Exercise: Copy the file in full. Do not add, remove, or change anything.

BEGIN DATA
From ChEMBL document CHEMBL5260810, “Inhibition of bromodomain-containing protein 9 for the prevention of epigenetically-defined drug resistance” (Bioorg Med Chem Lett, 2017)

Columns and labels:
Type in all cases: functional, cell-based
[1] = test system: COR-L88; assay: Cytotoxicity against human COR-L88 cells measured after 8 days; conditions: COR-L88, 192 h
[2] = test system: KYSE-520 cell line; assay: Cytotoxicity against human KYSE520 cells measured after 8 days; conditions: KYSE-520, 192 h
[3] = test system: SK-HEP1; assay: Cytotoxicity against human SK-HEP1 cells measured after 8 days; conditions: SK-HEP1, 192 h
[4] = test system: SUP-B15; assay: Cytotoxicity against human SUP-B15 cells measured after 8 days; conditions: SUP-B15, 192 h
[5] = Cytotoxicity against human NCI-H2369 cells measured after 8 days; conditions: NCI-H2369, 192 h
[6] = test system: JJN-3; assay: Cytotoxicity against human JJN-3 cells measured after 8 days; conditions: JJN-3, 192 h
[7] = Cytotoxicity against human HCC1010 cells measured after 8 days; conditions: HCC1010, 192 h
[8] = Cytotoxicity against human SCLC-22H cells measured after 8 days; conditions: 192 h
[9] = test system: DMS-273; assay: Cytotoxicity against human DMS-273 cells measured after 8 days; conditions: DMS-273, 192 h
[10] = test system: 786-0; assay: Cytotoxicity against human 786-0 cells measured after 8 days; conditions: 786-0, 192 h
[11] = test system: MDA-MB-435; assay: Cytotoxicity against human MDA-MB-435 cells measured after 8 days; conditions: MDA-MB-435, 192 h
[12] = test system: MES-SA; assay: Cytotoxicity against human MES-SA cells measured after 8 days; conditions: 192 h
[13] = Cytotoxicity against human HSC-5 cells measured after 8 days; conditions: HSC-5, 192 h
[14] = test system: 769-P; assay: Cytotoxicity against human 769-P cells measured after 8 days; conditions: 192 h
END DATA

From ChEMBL document CHEMBL5260810, “Inhibition of bromodomain-containing protein 9 for the prevention of epigenetically-defined drug resistance” (Bioorg Med Chem Lett, 2017)

Columns and labels:
Type in all cases: functional, cell-based
[1] = test system: COR-L88; assay: Cytotoxicity against human COR-L88 cells measured after 8 days; conditions: COR-L88, 192 h
[2] = test system: KYSE-520 cell line; assay: Cytotoxicity against human KYSE520 cells measured after 8 days; conditions: KYSE-520, 192 h
[3] = test system: SK-HEP1; assay: Cytotoxicity against human SK-HEP1 cells measured after 8 days; conditions: SK-HEP1, 192 h
[4] = test system: SUP-B15; assay: Cytotoxicity against human SUP-B15 cells measured after 8 days; conditions: SUP-B15, 192 h
[5] = Cytotoxicity against human NCI-H2369 cells measured after 8 days; conditions: NCI-H2369, 192 h
[6] = test system: JJN-3; assay: Cytotoxicity against human JJN-3 cells measured after 8 days; conditions: JJN-3, 192 h
[7] = Cytotoxicity against human HCC1010 cells measured after 8 days; conditions: HCC1010, 192 h
[8] = Cytotoxicity against human SCLC-22H cells measured after 8 days; conditions: 192 h
[9] = test system: DMS-273; assay: Cytotoxicity against human DMS-273 cells measured after 8 days; conditions: DMS-273, 192 h
[10] = test system: 786-0; assay: Cytotoxicity against human 786-0 cells measured after 8 days; conditions: 786-0, 192 h
[11] = test system: MDA-MB-435; assay: Cytotoxicity against human MDA-MB-435 cells measured after 8 days; conditions: MDA-MB-435, 192 h
[12] = test system: MES-SA; assay: Cytotoxicity against human MES-SA cells measured after 8 days; conditions: 192 h
[13] = Cytotoxicity against human HSC-5 cells measured after 8 days; conditions: HSC-5, 192 h
[14] = test system: 769-P; assay: Cytotoxicity against human 769-P cells measured after 8 days; conditions: 192 h